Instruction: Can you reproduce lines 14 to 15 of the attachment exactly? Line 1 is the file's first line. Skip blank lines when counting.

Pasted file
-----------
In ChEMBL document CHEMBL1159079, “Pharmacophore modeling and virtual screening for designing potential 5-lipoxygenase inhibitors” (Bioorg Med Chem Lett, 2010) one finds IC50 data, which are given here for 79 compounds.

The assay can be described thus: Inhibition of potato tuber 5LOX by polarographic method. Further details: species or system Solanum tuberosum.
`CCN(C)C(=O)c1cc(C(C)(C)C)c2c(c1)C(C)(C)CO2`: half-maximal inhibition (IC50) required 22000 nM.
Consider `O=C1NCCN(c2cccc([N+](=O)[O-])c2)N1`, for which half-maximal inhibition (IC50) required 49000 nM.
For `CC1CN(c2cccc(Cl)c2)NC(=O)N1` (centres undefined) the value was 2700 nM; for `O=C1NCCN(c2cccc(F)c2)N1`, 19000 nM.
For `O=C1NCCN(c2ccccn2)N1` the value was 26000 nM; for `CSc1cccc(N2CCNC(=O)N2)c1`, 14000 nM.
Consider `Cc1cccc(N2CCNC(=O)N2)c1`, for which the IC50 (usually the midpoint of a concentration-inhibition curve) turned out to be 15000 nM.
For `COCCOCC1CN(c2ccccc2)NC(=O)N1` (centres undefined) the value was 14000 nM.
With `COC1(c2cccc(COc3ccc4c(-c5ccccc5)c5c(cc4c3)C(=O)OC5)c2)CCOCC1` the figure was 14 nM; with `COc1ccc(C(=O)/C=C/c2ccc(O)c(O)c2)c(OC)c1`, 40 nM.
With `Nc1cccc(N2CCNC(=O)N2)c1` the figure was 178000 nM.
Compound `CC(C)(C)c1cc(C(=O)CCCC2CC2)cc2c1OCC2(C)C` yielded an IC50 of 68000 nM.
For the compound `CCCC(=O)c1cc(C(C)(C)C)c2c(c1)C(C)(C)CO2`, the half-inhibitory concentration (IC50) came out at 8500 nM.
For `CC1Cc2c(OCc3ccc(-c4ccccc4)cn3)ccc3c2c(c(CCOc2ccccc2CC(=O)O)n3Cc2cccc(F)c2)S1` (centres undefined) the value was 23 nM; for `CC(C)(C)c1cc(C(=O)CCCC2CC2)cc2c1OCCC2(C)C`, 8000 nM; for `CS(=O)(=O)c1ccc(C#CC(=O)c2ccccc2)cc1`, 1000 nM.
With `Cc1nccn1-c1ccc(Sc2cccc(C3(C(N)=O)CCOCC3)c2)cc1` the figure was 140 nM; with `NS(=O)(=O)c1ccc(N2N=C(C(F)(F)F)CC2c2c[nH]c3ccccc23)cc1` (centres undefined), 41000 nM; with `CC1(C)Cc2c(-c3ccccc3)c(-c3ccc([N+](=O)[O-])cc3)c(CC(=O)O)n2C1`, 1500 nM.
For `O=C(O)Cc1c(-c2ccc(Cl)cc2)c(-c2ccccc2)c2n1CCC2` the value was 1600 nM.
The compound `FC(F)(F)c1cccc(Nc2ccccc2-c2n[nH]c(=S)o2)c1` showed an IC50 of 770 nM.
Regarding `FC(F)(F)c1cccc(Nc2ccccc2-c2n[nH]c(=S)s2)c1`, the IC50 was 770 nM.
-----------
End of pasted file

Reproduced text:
With `Cc1nccn1-c1ccc(Sc2cccc(C3(C(N)=O)CCOCC3)c2)cc1` the figure was 140 nM; with `NS(=O)(=O)c1ccc(N2N=C(C(F)(F)F)CC2c2c[nH]c3ccccc23)cc1` (centres undefined), 41000 nM; with `CC1(C)Cc2c(-c3ccccc3)c(-c3ccc([N+](=O)[O-])cc3)c(CC(=O)O)n2C1`, 1500 nM.
For `O=C(O)Cc1c(-c2ccc(Cl)cc2)c(-c2ccccc2)c2n1CCC2` the value was 1600 nM.